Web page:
Shop our Big Takeover store for back issues, t-shirts & CDs
Follow The Big Takeover
After 32 years, 16 studio albums and 32 top 40 hits, THE STRANGLERS—with 68-year old JET BLACK still slamming the skins—are a modern marvel.
Two years ago, this hallowed British institution shocked many when it released the extremely good Norfolk Coast. It surprised because their previous album, Coup de Grace, was awful (while I’ve been a diehard Stranglers fan for more than two decades, I still try to be objective). And the three albums preceding Norfolk Coast—also featuring ex-vocalist PAUL ROBERTS—left much to be desired, despite the occasional gem.
So 14 years after ex-guitarist/vocalist HUGH CORNWELL left the band to pursue a solo career, the group resurrected itself. How? The answer: BAZ WARNE, a highly competent guitarist and singer who importantly became the songwriting partner that star bassist J.J. BURNEL has craved since Cornwell exited.
Warne’s creative jolt proves that you can indeed teach an old dog new tricks—or at least make it bite like it once did. Being in The Stranglers is Warne’s proverbial “big break” and he’s making the most of it. His arrival along with Norfolk Coast’s success has clearly rekindled the group’s competitive fire.
Norfolk Coast’s widespread approval, however, meant that the bar was set high for the next record. Well, just two years later, The Stranglers have knocked out an even better album.
Suite XVI is, ahem, sweet for many reasons, but first some background on the title. Cornwell was the group’s primary singer for 16 years as was Roberts, who thankfully left the band this summer shortly before the record was completed. Warne and Burnel stepped in to re-record the vocals. And of course this is the band’s 16th album. (For Burnel’s explanation about Roberts’ departure, read this recent interview.)
Whereas Norfolk Coast was stylistically diverse and reintroduced Stranglers hallmarks like Burnel’s rumbling bass and keyboardist DAVE GREENFIELD’s dazzling keyboard runs, the album was a confident first step that arguably didn’t go far enough in revealing to the uninitiated what has historically been so endearing about the group.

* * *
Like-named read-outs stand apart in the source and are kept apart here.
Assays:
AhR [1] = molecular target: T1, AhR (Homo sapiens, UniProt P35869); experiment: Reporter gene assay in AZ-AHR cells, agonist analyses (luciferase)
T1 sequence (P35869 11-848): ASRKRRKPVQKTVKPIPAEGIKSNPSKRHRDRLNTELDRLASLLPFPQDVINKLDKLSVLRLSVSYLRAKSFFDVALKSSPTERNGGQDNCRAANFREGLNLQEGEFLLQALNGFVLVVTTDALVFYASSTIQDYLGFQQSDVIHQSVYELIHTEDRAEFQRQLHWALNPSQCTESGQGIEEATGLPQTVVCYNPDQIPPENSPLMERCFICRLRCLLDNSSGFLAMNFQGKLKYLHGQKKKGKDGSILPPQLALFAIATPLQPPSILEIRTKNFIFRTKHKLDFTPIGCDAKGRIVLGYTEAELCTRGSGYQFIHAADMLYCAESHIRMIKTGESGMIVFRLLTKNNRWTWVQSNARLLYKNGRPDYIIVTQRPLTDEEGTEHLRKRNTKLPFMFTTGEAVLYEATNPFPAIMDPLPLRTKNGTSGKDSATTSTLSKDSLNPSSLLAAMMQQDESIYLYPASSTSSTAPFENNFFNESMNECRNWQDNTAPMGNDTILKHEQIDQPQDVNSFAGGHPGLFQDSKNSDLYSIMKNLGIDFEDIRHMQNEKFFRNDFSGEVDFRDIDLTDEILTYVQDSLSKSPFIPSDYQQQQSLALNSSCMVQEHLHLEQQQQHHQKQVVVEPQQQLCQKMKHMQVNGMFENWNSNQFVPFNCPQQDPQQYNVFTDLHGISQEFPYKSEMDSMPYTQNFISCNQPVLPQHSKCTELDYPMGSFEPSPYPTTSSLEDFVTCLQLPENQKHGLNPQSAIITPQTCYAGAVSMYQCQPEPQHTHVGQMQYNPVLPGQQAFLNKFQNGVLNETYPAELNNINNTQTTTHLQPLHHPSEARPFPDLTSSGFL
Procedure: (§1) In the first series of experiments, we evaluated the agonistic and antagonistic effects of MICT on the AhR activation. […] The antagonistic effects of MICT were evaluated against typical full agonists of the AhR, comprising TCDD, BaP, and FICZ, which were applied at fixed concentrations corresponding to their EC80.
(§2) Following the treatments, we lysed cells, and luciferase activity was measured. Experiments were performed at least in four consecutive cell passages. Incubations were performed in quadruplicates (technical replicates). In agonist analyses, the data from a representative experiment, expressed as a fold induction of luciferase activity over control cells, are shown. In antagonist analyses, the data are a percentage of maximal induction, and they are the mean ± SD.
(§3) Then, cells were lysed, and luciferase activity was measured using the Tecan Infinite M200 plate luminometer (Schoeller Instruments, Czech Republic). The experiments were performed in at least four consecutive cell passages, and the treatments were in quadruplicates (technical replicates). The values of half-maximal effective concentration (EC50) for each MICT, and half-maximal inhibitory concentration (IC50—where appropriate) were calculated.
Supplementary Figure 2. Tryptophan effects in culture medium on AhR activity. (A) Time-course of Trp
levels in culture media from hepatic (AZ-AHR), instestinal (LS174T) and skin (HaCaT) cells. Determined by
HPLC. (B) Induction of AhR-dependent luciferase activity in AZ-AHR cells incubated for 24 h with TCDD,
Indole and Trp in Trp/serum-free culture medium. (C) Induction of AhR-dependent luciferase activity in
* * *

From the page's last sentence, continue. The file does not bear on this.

Many fans return to the band’s 1977 to mid-eighties output because of the great songs, diversity of style, energy, sonic majesty, subtlety, unique atmospheres, musical left turns, and sublime details often provided by Cornwell’s voice, guitar playing and lyrics. There is no denying that he was as important as anyone in the group past and present.
But on Suite XVI you hear something of its own identity. It’s safe to say Cornwell’s ghost has finally been put to rest.
Moods run the gamut from the exuberant “Unbroken” to a regretful “Spectre of Love,” (the main single and a good one at that!) to “Summat Outanowt,” where an angry Burnel sings/shouts with that gravelly/guttural voice he used to strong effect in the late 70s: “I promised you just nothing and then you made it something and now the joint account is finally closed.” The melodic and mid-tempo “Barbara (Shangri-La)” is an ambitious piece of pop that gets better with repeated listens and features effective harmonizing.